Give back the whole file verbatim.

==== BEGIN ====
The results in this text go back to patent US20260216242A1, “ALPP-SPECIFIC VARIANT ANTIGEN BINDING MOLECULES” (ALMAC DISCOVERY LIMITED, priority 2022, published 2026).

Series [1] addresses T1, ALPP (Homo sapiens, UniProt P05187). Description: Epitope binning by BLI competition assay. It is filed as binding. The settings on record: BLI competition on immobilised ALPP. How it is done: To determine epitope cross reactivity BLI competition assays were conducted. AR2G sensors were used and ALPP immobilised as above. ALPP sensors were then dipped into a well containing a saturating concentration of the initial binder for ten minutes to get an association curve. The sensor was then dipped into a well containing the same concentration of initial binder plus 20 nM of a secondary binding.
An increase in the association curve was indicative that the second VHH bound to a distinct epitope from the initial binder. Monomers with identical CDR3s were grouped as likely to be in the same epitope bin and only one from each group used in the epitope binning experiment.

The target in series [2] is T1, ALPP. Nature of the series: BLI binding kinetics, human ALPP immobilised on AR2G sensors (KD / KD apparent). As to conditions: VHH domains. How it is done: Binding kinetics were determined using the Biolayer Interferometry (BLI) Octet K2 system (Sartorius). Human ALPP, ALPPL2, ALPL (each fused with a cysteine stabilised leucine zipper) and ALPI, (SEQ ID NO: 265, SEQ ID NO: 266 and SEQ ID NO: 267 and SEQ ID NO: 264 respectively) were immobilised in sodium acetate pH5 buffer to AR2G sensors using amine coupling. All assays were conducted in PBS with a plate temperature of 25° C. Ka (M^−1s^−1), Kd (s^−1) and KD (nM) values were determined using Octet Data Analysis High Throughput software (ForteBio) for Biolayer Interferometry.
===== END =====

The results in this text go back to patent US20260216242A1, “ALPP-SPECIFIC VARIANT ANTIGEN BINDING MOLECULES” (ALMAC DISCOVERY LIMITED, priority 2022, published 2026).

Series [1] addresses T1, ALPP (Homo sapiens, UniProt P05187). Description: Epitope binning by BLI competition assay. It is filed as binding. The settings on record: BLI competition on immobilised ALPP. How it is done: To determine epitope cross reactivity BLI competition assays were conducted. AR2G sensors were used and ALPP immobilised as above. ALPP sensors were then dipped into a well containing a saturating concentration of the initial binder for ten minutes to get an association curve. The sensor was then dipped into a well containing the same concentration of initial binder plus 20 nM of a secondary binding.
An increase in the association curve was indicative that the second VHH bound to a distinct epitope from the initial binder. Monomers with identical CDR3s were grouped as likely to be in the same epitope bin and only one from each group used in the epitope binning experiment.

The target in series [2] is T1, ALPP. Nature of the series: BLI binding kinetics, human ALPP immobilised on AR2G sensors (KD / KD apparent). As to conditions: VHH domains. How it is done: Binding kinetics were determined using the Biolayer Interferometry (BLI) Octet K2 system (Sartorius). Human ALPP, ALPPL2, ALPL (each fused with a cysteine stabilised leucine zipper) and ALPI, (SEQ ID NO: 265, SEQ ID NO: 266 and SEQ ID NO: 267 and SEQ ID NO: 264 respectively) were immobilised in sodium acetate pH5 buffer to AR2G sensors using amine coupling. All assays were conducted in PBS with a plate temperature of 25° C. Ka (M^−1s^−1), Kd (s^−1) and KD (nM) values were determined using Octet Data Analysis High Throughput software (ForteBio) for Biolayer Interferometry.